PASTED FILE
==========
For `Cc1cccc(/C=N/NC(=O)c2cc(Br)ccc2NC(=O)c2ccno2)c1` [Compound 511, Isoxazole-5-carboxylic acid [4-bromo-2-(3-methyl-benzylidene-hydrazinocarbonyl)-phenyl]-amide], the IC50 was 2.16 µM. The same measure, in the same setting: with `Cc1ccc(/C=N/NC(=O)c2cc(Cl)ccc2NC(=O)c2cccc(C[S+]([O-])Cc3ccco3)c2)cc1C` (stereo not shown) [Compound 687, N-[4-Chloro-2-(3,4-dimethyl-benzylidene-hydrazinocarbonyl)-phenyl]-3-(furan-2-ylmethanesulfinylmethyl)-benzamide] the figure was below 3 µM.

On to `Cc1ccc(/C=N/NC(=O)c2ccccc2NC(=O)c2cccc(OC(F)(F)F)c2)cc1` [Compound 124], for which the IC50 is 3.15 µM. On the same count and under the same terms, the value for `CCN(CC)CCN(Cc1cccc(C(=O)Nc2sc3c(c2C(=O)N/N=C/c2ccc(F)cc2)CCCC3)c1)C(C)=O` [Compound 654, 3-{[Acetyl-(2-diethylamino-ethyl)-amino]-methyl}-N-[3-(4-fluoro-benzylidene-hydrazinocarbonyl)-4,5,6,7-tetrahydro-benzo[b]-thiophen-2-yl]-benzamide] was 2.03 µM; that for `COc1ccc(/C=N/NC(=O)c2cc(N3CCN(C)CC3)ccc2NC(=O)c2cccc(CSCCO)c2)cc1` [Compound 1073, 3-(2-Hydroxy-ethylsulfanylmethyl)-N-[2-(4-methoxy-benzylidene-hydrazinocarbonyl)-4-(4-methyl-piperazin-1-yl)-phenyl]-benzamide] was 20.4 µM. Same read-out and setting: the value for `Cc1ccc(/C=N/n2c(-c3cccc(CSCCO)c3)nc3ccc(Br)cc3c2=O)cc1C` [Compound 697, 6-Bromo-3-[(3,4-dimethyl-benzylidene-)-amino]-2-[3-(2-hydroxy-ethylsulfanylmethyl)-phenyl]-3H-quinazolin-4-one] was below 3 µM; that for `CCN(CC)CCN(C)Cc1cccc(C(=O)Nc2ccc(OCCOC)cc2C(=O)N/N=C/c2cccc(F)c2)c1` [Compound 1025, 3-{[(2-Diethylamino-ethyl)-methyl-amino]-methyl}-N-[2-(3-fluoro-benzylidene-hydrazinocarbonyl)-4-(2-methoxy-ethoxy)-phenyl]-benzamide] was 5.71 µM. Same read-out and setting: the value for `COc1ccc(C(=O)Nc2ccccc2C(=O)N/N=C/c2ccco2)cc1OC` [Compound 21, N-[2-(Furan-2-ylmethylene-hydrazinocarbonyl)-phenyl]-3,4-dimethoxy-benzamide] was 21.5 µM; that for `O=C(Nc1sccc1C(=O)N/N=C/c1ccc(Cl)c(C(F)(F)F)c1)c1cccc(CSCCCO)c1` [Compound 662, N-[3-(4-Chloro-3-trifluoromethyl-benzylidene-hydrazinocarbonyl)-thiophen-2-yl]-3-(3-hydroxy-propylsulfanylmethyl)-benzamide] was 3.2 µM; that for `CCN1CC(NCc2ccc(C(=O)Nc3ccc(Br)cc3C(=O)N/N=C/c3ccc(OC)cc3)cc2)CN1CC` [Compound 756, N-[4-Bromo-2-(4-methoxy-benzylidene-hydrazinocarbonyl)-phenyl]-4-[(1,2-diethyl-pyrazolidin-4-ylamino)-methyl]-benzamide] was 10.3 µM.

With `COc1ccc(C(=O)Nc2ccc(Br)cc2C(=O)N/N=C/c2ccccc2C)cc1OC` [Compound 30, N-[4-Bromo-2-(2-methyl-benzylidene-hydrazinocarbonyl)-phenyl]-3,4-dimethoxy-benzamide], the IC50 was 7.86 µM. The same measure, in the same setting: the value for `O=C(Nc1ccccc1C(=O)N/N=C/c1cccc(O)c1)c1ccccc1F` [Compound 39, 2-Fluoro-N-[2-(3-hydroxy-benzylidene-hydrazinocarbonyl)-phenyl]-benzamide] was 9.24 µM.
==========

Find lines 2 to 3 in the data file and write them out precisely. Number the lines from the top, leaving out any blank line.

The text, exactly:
On to `Cc1ccc(/C=N/NC(=O)c2ccccc2NC(=O)c2cccc(OC(F)(F)F)c2)cc1` [Compound 124], for which the IC50 is 3.15 µM. On the same count and under the same terms, the value for `CCN(CC)CCN(Cc1cccc(C(=O)Nc2sc3c(c2C(=O)N/N=C/c2ccc(F)cc2)CCCC3)c1)C(C)=O` [Compound 654, 3-{[Acetyl-(2-diethylamino-ethyl)-amino]-methyl}-N-[3-(4-fluoro-benzylidene-hydrazinocarbonyl)-4,5,6,7-tetrahydro-benzo[b]-thiophen-2-yl]-benzamide] was 2.03 µM; that for `COc1ccc(/C=N/NC(=O)c2cc(N3CCN(C)CC3)ccc2NC(=O)c2cccc(CSCCO)c2)cc1` [Compound 1073, 3-(2-Hydroxy-ethylsulfanylmethyl)-N-[2-(4-methoxy-benzylidene-hydrazinocarbonyl)-4-(4-methyl-piperazin-1-yl)-phenyl]-benzamide] was 20.4 µM. Same read-out and setting: the value for `Cc1ccc(/C=N/n2c(-c3cccc(CSCCO)c3)nc3ccc(Br)cc3c2=O)cc1C` [Compound 697, 6-Bromo-3-[(3,4-dimethyl-benzylidene-)-amino]-2-[3-(2-hydroxy-ethylsulfanylmethyl)-phenyl]-3H-quinazolin-4-one] was below 3 µM; that for `CCN(CC)CCN(C)Cc1cccc(C(=O)Nc2ccc(OCCOC)cc2C(=O)N/N=C/c2cccc(F)c2)c1` [Compound 1025, 3-{[(2-Diethylamino-ethyl)-methyl-amino]-methyl}-N-[2-(3-fluoro-benzylidene-hydrazinocarbonyl)-4-(2-methoxy-ethoxy)-phenyl]-benzamide] was 5.71 µM. Same read-out and setting: the value for `COc1ccc(C(=O)Nc2ccccc2C(=O)N/N=C/c2ccco2)cc1OC` [Compound 21, N-[2-(Furan-2-ylmethylene-hydrazinocarbonyl)-phenyl]-3,4-dimethoxy-benzamide] was 21.5 µM; that for `O=C(Nc1sccc1C(=O)N/N=C/c1ccc(Cl)c(C(F)(F)F)c1)c1cccc(CSCCCO)c1` [Compound 662, N-[3-(4-Chloro-3-trifluoromethyl-benzylidene-hydrazinocarbonyl)-thiophen-2-yl]-3-(3-hydroxy-propylsulfanylmethyl)-benzamide] was 3.2 µM; that for `CCN1CC(NCc2ccc(C(=O)Nc3ccc(Br)cc3C(=O)N/N=C/c3ccc(OC)cc3)cc2)CN1CC` [Compound 756, N-[4-Bromo-2-(4-methoxy-benzylidene-hydrazinocarbonyl)-phenyl]-4-[(1,2-diethyl-pyrazolidin-4-ylamino)-methyl]-benzamide] was 10.3 µM.

With `COc1ccc(C(=O)Nc2ccc(Br)cc2C(=O)N/N=C/c2ccccc2C)cc1OC` [Compound 30, N-[4-Bromo-2-(2-methyl-benzylidene-hydrazinocarbonyl)-phenyl]-3,4-dimethoxy-benzamide], the IC50 was 7.86 µM. The same measure, in the same setting: the value for `O=C(Nc1ccccc1C(=O)N/N=C/c1cccc(O)c1)c1ccccc1F` [Compound 39, 2-Fluoro-N-[2-(3-hydroxy-benzylidene-hydrazinocarbonyl)-phenyl]-benzamide] was 9.24 µM.